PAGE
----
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Climbing legends in the Dahner Felsenland
Photo: Tourist -Information Dahner Felsenland

Climbing legends in the Dahner Felsenland

Published: 25 Aug 2011 07:02 GMT+02:00
Updated: 25 Aug 2011 07:02 GMT+02:00

The Jungfernsprung, or Virgin's Leap, has towered over the town of Dahn for centuries.

But the ominously named sandstone cliff is just one of many bizarre reddish-yellow rock formations attracting climbers and hikers to this part of Rhineland-Palatinate in southwestern Germany known as the Dahner Felsenland.

“The area around Dahn has individual climbs that rival the quality of sport routes anywhere I've been,” said Mike Lydon, an American from Kaiserslautern who has been climbing in region for the past 10 years. “The routes are steep, gymnastic and interesting, and the location is beautiful."

Although climbers come to test themselves against the rock, many visitors are simply fascinated by the spectacular landscapes and many myths surrounding the Dahner Felsenland.

Take the Jungfernsprung, it’s the perfect combination of legend and adventure; not only does it boast one of the tallest climbs around, but it has a story.

The story goes that a villain, perhaps the infamous robber baron Hans von Trotha himself, chased a local girl up the paths behind the rock formation to where the edge drops 70 metres to the forest floor. With nowhere else to run, the girl threw herself over the edge – and miraculously survived to escape the villain's clutches. Where she landed, a gurgling spring broke from the ground. This spring still runs strong today.

"People come for the climbing and the walking," Sandra Biehler, a representative from the Dahner Felsenland Tourist Office, said. "But they are interested in the stories, too. They go hand in hand. You can't get one without the other."

The area's ability to attract visitors is unabated more than six decades after the establishment of the Pfälzerwald nature park, which was recognized by UNESCO as a biosphere reserve in 1992.

It took a lot longer for Mother Nature to create the reddish-yellow rocks speckling the region. Their special colouring comes from oxidized iron ore, deposited there over 250 million years ago. Layers upon layers were built from erosion debris, carried by wind and rivers to the Dahner Felsenland from mountain ranges further south.

To learn more about the local geology, visitors should consider visiting the two-kilometre Geo Trail in Bundenthal. The path is one of many such themed hikes in the area. Others include a Haunted Castle tour in Fischbach-Petersbächel, The Barefoot Path in Ludwigswinkel, and the epic Rockland Legends Trail that passes through Dahn – a 90-kilometre trek where hikers can maybe even catch a glimpse of the Elwetritsch bird said to populate the hills.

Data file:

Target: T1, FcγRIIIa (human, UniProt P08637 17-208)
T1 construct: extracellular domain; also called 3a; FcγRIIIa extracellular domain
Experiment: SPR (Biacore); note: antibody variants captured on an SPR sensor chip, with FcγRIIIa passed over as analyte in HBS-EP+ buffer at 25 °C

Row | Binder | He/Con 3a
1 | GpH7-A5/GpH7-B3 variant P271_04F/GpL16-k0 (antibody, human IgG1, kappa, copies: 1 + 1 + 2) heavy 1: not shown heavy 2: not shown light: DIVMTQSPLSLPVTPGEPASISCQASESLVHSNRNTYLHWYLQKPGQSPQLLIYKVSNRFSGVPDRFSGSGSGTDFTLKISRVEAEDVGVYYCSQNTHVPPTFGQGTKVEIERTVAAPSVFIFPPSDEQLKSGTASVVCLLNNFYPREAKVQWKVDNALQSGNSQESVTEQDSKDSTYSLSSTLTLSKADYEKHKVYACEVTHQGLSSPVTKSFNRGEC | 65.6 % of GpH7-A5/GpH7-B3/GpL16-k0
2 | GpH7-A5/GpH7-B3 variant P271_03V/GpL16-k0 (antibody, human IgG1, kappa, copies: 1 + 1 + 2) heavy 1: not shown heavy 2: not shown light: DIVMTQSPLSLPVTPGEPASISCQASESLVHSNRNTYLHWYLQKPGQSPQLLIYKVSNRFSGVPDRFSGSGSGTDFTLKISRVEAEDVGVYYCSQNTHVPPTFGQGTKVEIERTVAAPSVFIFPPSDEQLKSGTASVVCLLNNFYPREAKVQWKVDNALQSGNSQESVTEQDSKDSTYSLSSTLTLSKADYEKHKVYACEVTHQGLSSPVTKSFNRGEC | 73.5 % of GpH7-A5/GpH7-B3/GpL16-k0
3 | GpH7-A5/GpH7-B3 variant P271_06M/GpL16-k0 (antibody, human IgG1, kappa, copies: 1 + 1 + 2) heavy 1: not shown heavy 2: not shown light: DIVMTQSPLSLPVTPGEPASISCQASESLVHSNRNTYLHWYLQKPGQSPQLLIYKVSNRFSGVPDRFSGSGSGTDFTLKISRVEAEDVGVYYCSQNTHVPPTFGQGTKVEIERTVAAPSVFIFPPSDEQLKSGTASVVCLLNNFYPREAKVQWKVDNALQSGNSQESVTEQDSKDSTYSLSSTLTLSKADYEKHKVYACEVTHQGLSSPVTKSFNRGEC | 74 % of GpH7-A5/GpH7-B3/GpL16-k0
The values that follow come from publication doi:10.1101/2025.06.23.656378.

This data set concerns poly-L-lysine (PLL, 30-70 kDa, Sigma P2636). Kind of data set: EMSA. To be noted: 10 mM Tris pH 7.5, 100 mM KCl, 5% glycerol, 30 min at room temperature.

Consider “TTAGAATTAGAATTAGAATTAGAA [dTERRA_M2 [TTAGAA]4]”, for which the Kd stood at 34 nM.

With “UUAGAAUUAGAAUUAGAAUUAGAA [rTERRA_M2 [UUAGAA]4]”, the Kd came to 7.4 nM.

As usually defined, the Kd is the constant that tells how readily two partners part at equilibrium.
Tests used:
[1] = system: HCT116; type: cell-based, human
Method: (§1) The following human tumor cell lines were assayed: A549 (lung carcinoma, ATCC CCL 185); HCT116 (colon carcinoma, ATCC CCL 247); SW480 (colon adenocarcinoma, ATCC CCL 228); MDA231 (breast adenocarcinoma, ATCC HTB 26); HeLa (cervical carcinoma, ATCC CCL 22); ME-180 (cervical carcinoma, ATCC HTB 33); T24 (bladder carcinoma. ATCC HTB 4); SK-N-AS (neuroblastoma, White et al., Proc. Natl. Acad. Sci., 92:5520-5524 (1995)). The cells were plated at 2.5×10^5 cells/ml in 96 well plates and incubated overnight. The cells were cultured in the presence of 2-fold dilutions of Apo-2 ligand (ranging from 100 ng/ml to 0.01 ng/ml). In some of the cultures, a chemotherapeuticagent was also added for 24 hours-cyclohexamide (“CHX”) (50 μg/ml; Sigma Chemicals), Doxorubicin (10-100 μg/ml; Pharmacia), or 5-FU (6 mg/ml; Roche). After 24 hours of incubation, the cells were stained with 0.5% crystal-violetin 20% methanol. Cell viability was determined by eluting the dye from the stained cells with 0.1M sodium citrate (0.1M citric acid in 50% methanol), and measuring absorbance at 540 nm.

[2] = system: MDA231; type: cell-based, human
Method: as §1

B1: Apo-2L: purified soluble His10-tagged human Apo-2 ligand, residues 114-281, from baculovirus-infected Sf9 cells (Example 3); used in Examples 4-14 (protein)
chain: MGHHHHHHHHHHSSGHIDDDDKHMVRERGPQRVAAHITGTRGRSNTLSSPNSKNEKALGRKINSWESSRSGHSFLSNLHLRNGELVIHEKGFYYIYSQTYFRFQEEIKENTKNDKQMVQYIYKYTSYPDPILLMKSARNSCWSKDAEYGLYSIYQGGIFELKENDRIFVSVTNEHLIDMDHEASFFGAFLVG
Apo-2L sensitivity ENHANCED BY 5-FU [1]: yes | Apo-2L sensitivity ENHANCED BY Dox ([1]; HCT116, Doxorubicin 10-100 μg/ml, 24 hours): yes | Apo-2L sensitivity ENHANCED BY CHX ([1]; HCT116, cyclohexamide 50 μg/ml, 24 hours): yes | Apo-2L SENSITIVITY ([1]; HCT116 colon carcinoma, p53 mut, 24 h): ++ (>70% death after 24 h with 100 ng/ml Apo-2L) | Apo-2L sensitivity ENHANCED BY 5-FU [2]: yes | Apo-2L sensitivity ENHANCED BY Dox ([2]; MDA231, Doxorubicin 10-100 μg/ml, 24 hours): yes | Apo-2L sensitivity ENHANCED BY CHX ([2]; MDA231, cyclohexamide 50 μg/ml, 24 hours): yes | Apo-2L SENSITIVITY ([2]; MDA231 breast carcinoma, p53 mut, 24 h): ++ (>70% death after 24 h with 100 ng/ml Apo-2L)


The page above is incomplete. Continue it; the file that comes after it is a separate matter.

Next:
If castles pique your interest more than mythical flightless birds with scales and antlers, there are over 16 castles and ruins in the region to visit. Bewartstein, the Robber Baron's castle in Erlenbach, is more complete than many, having undergone renovation from 1893 to 1896. Don't forget to enjoy the vertiginous view down the two metre wide, 104 metre deep well that was once a key part of the castle's life support system while under siege.

With so much to see, travellers may be surprised to note that the tourism industry in the Felsenland is still small, but growing each year, according to the Tourist Office. Light tourist traffic make the area around Dahn the ideal place to enjoy the natural beauty of Germany without having to push through crowds or swallow jacked-up tourist prices.

While some of the sights like indoor spas, are available year-round, it is best to experience the Felsenland in the summer, while the warmth and the sun is there to keep you company.

Whether you are looking for a looking for a pleasant day trip or a serious climber looking to tackle the rocks, the Dahner Felsenland presents the perfect mix of outdoor recreation and cultural heritage to please almost everyone.

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11:18 August 25, 2011 by ECSNatale
"Where she landed, a gurgling spring broke from the ground. This spring still runs strong today" - that must have been one robust maiden!
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